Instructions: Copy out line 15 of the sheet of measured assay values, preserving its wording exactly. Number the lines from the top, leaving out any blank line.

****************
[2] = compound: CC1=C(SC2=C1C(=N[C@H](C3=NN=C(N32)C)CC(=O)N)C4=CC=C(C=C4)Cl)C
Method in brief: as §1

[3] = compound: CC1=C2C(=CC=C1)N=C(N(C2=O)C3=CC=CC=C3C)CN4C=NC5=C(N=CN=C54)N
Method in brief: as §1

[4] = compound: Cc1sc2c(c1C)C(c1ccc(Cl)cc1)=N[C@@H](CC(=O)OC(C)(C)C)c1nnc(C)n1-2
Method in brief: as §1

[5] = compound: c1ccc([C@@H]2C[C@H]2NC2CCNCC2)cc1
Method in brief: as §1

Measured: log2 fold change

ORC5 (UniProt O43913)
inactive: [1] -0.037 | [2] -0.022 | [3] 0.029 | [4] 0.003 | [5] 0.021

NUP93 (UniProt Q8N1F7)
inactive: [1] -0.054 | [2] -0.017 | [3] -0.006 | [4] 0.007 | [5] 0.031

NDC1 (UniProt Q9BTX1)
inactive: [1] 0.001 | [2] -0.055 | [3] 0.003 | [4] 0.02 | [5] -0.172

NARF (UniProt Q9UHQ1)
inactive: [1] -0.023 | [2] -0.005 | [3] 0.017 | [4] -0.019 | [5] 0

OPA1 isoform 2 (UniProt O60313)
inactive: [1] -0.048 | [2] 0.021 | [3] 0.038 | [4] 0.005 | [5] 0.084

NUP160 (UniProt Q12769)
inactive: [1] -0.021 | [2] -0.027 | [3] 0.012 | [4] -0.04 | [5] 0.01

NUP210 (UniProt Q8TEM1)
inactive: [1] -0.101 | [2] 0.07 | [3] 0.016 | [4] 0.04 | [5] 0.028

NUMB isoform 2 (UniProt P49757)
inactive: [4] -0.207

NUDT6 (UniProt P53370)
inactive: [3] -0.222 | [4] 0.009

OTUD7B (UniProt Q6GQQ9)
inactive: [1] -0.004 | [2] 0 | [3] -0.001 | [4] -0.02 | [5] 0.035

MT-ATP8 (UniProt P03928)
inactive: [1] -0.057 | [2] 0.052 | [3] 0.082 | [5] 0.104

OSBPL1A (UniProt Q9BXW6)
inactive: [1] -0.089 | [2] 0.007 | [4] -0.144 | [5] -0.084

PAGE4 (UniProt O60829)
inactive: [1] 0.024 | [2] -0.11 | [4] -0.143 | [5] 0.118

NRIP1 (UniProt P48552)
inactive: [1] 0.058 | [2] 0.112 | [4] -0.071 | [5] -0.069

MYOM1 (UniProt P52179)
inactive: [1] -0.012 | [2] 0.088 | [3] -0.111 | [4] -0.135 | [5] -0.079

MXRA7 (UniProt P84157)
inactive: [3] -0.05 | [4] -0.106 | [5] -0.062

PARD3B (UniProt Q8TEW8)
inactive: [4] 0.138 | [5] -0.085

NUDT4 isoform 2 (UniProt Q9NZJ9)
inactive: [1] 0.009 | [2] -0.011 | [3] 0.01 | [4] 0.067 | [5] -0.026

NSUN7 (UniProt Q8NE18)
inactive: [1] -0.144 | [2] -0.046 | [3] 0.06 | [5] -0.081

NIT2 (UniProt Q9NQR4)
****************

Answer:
inactive: [1] 0.001 | [2] -0.055 | [3] 0.003 | [4] 0.02 | [5] -0.172